In 2021, the average American spent 142 minutes a day on social media, which is just under 10% of an entire day. When social media platforms first emerged, we all flocked to them as fun ways to stay in touch with family and friends, keep up with current trends, and share entertaining or interesting content. But our ever-increasing social media use appears to have a paradoxical effect — we may think we’re connecting with more people than ever before, but in fact, higher usage of social media has been linked to higher levels of perceived social isolation.

You’ve probably heard of authors, executives, and other successful people leaving social media altogether. For people with an established audience or community, it's easy to transfer it to a web forum, website, or newsletter without it disintegrating. But if you’re still building that community, shutting down all your socials isn’t always viable. So, aim for moderation instead.

Ask yourself what you want to achieve with both your personal and professional social accounts. Being more mindful and deliberate in your usage will make it less likely you’ll get lost aimlessly scrolling down your feed pages.

Cutting down on your social media usage will help reduce your screen time, but it’s also worth reviewing your follow lists. Unfollow any accounts that don’t enhance your experience. Old classmates that you never even liked, celebrities or influencers who can cause you low self-esteem or FOMO, if scrolling your feed has you feeling inadequate when you start comparing your life to others or seeing posts that make you feel sad, angry, or bored, then cut them out.

Optimize Your Cybersecurity

No one wants to wake up one morning to find their email or a social media profile has been hacked, sending spam and phishing links to all their contacts. Or worse — crucial information about their business accessed by third parties. In 2020, the FBI received 3,000 to 4,000 cybersecurity complaints daily, up from 1,000 daily complaints in the previous years.

We’re all used to taking precautions to keep our homes or brick-and-mortar business secure, but as technology evolves, so does the risks.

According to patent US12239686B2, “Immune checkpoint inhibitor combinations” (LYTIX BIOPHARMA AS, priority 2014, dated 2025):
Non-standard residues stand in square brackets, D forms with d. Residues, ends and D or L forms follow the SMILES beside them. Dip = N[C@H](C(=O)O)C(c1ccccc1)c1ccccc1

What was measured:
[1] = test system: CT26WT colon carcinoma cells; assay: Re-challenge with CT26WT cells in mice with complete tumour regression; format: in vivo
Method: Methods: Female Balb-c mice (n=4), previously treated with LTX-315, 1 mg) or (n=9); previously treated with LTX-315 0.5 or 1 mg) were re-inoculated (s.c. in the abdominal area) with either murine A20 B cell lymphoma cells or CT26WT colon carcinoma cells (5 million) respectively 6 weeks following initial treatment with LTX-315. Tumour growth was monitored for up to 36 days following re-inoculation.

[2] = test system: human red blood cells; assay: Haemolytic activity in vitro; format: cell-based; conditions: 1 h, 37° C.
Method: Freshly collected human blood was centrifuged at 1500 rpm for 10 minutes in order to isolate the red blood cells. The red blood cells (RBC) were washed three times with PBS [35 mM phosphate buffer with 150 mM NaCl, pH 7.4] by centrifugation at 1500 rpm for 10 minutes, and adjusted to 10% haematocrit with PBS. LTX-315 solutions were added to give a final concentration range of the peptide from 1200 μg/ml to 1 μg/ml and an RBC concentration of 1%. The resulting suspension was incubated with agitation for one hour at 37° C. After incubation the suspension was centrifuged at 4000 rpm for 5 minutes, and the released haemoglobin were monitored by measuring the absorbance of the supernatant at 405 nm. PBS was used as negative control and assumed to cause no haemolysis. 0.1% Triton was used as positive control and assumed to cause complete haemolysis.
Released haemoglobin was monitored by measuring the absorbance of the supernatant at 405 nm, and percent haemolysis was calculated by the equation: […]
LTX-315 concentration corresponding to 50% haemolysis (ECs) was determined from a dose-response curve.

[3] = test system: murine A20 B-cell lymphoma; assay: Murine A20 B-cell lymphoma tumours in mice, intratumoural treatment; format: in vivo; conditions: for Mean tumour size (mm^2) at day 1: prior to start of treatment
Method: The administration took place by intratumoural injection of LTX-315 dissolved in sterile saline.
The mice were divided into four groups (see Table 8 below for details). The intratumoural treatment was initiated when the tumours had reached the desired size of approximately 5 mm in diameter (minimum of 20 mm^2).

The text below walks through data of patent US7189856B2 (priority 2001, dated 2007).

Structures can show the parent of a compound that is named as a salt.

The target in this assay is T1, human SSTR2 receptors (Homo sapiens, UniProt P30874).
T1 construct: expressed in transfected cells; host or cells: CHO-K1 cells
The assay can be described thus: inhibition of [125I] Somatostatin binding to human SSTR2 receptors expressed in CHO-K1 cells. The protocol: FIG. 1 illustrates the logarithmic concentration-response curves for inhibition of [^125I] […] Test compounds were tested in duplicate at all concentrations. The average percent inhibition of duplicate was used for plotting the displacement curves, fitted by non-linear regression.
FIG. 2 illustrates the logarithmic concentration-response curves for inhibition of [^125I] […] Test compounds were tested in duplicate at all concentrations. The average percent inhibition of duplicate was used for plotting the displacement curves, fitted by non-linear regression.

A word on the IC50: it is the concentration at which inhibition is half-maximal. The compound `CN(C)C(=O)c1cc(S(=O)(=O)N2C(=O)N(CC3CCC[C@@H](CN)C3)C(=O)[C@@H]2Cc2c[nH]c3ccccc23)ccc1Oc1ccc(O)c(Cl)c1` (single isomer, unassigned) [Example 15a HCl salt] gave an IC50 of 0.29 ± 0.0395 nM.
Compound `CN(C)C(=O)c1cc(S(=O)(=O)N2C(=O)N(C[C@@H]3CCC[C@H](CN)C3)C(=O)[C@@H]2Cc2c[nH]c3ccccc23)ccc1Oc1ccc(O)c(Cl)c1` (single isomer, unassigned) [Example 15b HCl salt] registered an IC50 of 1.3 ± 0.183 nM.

It all starts with your email. Simple steps like adding 2-factor authentication to your email, using randomly generated passwords with a password manager, and using business addresses only for business purposes are the easiest steps you can take to make your accounts more secure.

Without realizing it, you probably have hundreds of accounts all over the web. It’s just not possible to remember all the passwords without making them too easy to guess. So, password managers are a crucial tool nowadays.

Many password manager solutions have extra functionalities, such as alerting you if you’ve used the same password on multiple accounts or even if the websites you have accounts on have been compromised.

But in any case, it’s always better to be safe than sorry. If you haven’t already done so, make sure you have a disaster recovery plan — perform regular backups, set up ways to secure your other accounts, and make sure your teams are well aware of the precautions they need to take, too.

It’s always a good idea to have more than one backup. Cloud storage can be hacked and physical hard drives can get lost or damaged. A combination of both will help you keep your information secure no matter what.

What’s The Bottom Line?

There is no doubt that technology will be a part of our lives forever, and it’s easy to get caught up in the digital lifestyle. But it doesn’t have to be all-or-nothing. Purposeful device use, less screen time, maximum security, more human connections, and positive online interactions will all help to reduce the risks and negative effects of technology in today’s world.

With the right tools and a few tweaks to your habits, living a more balanced digital life is perfectly possible.

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About the author

Barnaby
Barnaby Lashbrooke is the founder and CEO of Virtual Assistant service Time etc as well as the author of The Hard Work Myth, recently recommended by Sir Richard Branson. Barnaby is a Forbes Columnist on productivity and is also an accomplished entrepreneur, selling more than $35 million worth of services.